Sen. John McCain (R-AZ) has released some excerpts from his upcoming memoir The Restless Wave as he battles stage 4 brain cancer in Arizona.

He wrote that he will be retiring after finishing his current term, which has made him feel “freer” to speak his mind.

From CNN:

“This is my last term. If I hadn’t admitted that to myself before this summer, a stage 4 cancer diagnosis acts as ungentle persuasion,” he wrote in his book, “The Restless Wave,” according to the excerpt published on Apple News on Monday. “I’m freer than colleagues who will face the voters again. I can speak my mind without fearing the consequences much. And I can vote my conscience without worry.”

CNN cropped out an important part. When I saw that McCain wrote he feels like he can vote his “conscience without worry” I fumed. After all, Congress works for us. They represent us. It’s not about what the representatives or Senators want; it’s about what we want.

I browsed through other experts and found this at AZCentral.com:

“I can speak my mind without fearing the consequences much. And I can vote my conscience without worry. I don’t think I’m free to disregard my constituents’ wishes, far from it. I don’t feel excused from keeping pledges I made. Nor do I wish to harm my party’s prospects. But I do feel a pressing responsibility to give Americans my best judgment.”

McCain had some harsh words for President Donald Trump. He wrote that the president “has declined to distinguish the actions of our government from the crimes of despotic ones” while making “[T]he appearance of toughness, or a reality show facsimile of toughness” matter more than America’s values.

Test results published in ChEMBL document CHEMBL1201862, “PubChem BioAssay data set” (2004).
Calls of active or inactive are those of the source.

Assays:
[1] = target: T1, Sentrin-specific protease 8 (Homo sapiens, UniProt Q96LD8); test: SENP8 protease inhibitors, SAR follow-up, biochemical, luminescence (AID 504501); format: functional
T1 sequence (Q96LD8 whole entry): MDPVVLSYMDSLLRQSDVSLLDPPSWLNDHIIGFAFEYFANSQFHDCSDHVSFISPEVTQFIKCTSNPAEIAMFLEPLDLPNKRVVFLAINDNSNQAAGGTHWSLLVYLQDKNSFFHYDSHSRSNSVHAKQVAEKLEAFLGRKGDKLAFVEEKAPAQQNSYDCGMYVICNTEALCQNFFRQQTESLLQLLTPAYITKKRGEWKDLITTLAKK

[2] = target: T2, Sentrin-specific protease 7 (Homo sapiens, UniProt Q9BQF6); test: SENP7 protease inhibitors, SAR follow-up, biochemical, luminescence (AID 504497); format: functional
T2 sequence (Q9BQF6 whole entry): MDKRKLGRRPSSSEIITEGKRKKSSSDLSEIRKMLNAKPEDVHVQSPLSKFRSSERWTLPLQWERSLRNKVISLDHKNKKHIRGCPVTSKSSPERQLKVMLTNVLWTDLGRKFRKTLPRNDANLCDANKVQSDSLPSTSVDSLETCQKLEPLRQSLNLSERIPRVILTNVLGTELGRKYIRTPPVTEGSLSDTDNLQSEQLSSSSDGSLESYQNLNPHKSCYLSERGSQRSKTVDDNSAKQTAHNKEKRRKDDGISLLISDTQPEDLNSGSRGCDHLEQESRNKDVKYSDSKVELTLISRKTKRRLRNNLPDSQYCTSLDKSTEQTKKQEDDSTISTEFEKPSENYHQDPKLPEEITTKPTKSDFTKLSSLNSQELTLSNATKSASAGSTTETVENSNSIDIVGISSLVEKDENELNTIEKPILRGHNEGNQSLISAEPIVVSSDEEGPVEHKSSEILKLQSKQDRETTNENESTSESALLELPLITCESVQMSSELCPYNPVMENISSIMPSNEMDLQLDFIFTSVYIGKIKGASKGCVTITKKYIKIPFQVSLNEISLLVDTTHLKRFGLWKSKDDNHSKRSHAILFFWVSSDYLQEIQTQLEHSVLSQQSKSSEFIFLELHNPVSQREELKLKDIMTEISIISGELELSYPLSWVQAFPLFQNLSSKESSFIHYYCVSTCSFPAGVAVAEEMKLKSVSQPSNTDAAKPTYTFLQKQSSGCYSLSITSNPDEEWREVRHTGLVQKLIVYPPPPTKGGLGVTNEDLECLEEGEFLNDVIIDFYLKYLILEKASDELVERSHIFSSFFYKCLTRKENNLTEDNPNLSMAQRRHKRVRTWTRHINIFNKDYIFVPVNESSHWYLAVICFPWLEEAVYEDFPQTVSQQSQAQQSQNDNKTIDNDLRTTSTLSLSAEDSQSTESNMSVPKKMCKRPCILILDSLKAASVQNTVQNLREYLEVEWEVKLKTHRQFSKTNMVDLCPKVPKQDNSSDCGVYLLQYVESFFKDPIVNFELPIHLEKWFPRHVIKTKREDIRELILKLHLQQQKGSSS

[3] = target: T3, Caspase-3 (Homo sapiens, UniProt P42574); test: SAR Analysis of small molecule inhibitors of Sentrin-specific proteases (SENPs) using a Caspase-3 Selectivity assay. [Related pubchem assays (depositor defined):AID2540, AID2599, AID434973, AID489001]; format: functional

Which leads me to the next portion because it’s part of the reason why we ended up with Trump. McCain noted the “decline in civility” in politics and America in general mainly due to partisanship. From NPR:

“We are secluding ourselves in ideological ghettos,” McCain writes. “We have our own news sources. We exchange ideas mostly or exclusively with people who agree with us, and troll those who don’t. Increasingly, we have our own facts to reinforce our convictions and any empirical evidence that disputes them is branded as ‘fake.’ That’s a social trend that is going to be very hard to turn around.”

“Paradoxically,” McCain writes, “voters who detest Washington, because all we do is argue and never get anything done frequently vote for candidates who are the most adamant in their assurances that they will never ever compromise with those bastards in the other party.”

The senator encouraged those who are sick of the political climate to become more active and “[P]lay as big a role in the mundane activities of politics as the zealots do.”

More importantly, McCain reminded people that those in “other parties can be good people.” NPR continued:

“We need to recover some perspective about how much someone’s politics is a testament to their character. When did politics become the principal or only attribute we use to judge people? Republicans and Democrats can be good neighbors, loving parents, loyal Americans, decent human beings. I don’t remember another time in my life when so many Americans considered someone’s partisan affiliation a test of whether that person was entitled to their respect.”

It disgusts me that so many people base friendships and relationships on politics. As a libertarian, if I did this, I’d have maybe two friends. But I also noticed that after I converted from socialist to libertarian, a lot of my friends left me. I had conservative and Republican friends before I converted and my insane leftist views didn’t bother them too much.

McCain won his sixth Senate term in 2016, which means his term will end in 2022.